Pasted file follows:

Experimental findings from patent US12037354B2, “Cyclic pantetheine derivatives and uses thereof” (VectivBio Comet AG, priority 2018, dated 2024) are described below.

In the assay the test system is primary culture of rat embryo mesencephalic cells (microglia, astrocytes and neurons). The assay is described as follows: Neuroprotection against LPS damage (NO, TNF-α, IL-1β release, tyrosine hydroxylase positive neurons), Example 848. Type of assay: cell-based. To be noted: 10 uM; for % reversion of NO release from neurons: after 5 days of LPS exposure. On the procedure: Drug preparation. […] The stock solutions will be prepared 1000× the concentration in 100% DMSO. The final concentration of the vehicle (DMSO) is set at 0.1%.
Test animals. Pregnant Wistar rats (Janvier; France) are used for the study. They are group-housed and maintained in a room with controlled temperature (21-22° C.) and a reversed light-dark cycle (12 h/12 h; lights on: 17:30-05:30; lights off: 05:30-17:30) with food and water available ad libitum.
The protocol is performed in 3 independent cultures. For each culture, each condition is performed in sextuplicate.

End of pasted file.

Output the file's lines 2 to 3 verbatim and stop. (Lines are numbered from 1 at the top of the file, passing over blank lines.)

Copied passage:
In the assay the test system is primary culture of rat embryo mesencephalic cells (microglia, astrocytes and neurons). The assay is described as follows: Neuroprotection against LPS damage (NO, TNF-α, IL-1β release, tyrosine hydroxylase positive neurons), Example 848. Type of assay: cell-based. To be noted: 10 uM; for % reversion of NO release from neurons: after 5 days of LPS exposure. On the procedure: Drug preparation. […] The stock solutions will be prepared 1000× the concentration in 100% DMSO. The final concentration of the vehicle (DMSO) is set at 0.1%.
Test animals. Pregnant Wistar rats (Janvier; France) are used for the study. They are group-housed and maintained in a room with controlled temperature (21-22° C.) and a reversed light-dark cycle (12 h/12 h; lights on: 17:30-05:30; lights off: 05:30-17:30) with food and water available ad libitum.